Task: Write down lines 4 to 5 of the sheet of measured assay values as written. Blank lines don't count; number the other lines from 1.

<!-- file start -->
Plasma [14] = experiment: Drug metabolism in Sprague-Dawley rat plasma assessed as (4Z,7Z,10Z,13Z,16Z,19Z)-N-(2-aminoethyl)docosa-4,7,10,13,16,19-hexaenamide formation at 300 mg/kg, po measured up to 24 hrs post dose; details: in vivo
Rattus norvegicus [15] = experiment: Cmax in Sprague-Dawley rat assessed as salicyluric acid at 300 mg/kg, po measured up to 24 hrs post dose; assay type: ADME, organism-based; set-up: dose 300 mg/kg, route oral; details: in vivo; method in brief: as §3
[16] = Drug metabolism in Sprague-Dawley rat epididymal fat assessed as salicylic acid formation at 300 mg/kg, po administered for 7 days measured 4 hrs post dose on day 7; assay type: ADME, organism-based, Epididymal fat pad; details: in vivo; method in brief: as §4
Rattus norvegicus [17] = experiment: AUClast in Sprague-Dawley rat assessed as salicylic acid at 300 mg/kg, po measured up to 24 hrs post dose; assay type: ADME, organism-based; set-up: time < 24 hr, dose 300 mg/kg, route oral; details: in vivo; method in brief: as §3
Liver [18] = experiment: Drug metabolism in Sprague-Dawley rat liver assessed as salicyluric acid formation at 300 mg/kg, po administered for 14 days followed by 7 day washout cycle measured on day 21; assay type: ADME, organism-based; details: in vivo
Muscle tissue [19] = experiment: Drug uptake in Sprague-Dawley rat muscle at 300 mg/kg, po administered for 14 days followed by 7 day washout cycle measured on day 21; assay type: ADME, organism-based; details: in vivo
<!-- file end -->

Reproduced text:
Rattus norvegicus [17] = experiment: AUClast in Sprague-Dawley rat assessed as salicylic acid at 300 mg/kg, po measured up to 24 hrs post dose; assay type: ADME, organism-based; set-up: time < 24 hr, dose 300 mg/kg, route oral; details: in vivo; method in brief: as §3
Liver [18] = experiment: Drug metabolism in Sprague-Dawley rat liver assessed as salicyluric acid formation at 300 mg/kg, po administered for 14 days followed by 7 day washout cycle measured on day 21; assay type: ADME, organism-based; details: in vivo